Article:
Scientists from Israel and neighbouring Arab countries are joining forces to save Red Sea coral reefs from the threat of climate change.
The alliance is the brainchild of Moaz Fine, an Israeli professor at Tel Aviv’s Bar-Ilan University, who invited marine experts from the countries that border the Red Sea to collaborate at a new research centre. The team will comprise representatives from Israel, Eritrea, Jordan and Egypt, with scientists from Saudi Arabia, Sudan, Yemen and Djibouti, which do not recognise Israel.
The countries have put aside political differences in the interests of protecting the natural world they share.
Scientists, ecologists and oceanographers will come together at the new research centre, based in the Swiss capital, Bern, to study the impact of bleaching on the Red Sea reefs.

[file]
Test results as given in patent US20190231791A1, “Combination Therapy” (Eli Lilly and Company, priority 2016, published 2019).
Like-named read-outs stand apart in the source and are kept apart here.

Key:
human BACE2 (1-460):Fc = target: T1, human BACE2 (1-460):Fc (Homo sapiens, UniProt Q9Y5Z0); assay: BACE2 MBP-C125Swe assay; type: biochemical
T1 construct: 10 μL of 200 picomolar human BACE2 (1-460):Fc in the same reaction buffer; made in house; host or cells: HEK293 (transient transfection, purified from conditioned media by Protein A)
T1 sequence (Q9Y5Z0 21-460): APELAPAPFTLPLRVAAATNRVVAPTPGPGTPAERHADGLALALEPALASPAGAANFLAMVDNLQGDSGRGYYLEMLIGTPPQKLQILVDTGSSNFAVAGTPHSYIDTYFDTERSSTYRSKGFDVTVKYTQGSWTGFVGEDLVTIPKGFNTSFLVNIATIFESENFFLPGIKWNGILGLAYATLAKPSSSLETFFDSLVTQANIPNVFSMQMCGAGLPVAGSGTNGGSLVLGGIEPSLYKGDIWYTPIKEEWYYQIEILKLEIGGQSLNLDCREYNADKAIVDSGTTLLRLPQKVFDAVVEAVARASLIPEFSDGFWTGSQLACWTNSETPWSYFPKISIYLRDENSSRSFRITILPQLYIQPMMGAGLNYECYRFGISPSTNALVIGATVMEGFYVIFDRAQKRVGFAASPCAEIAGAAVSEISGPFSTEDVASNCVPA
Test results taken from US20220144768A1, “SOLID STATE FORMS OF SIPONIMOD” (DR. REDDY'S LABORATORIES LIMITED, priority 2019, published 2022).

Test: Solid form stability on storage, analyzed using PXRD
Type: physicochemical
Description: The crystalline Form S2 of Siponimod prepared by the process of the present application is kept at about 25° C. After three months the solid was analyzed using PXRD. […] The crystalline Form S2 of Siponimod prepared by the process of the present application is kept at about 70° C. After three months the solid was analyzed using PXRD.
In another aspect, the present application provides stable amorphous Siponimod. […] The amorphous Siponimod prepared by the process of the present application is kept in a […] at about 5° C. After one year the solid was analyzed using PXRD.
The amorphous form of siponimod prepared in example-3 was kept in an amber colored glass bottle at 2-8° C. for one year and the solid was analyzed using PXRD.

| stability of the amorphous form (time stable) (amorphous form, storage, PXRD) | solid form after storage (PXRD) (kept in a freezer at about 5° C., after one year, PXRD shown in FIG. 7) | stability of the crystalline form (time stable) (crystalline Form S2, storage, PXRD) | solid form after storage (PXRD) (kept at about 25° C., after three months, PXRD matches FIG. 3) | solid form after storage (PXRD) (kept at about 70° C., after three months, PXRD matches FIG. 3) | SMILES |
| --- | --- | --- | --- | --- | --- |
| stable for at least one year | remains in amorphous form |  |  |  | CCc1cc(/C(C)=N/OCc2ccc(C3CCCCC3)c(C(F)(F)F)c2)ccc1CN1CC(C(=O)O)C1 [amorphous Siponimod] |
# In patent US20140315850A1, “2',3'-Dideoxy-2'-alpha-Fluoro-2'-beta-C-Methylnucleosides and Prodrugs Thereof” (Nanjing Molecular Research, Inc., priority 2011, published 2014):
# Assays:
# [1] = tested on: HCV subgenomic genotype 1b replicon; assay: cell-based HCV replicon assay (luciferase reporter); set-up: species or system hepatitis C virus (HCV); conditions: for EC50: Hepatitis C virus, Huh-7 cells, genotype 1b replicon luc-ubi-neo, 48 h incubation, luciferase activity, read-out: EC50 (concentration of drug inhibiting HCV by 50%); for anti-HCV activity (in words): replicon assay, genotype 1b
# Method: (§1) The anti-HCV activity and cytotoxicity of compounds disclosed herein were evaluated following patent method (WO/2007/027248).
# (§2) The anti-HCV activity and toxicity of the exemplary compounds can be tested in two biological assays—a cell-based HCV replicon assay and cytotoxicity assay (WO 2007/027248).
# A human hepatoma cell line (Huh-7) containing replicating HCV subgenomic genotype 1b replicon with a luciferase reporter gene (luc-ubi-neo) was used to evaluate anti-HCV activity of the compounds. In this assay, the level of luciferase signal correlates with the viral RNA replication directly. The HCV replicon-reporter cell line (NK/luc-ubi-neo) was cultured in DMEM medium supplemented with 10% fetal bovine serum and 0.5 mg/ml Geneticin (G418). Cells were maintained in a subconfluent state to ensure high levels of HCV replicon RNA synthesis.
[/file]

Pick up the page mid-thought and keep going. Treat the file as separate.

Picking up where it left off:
Bleaching occurs when coral reacts to changes in sea temperature, light conditions or nutrients. As global warming increases water temperatures, the delicate balance of reef ecosystems is disrupted, forcing coral to eject the algae that live and feed on them.
The stressed coral turns white and although it isn’t dead at this point, if the algae loss is prolonged it becomes vulnerable to disease and can eventually die.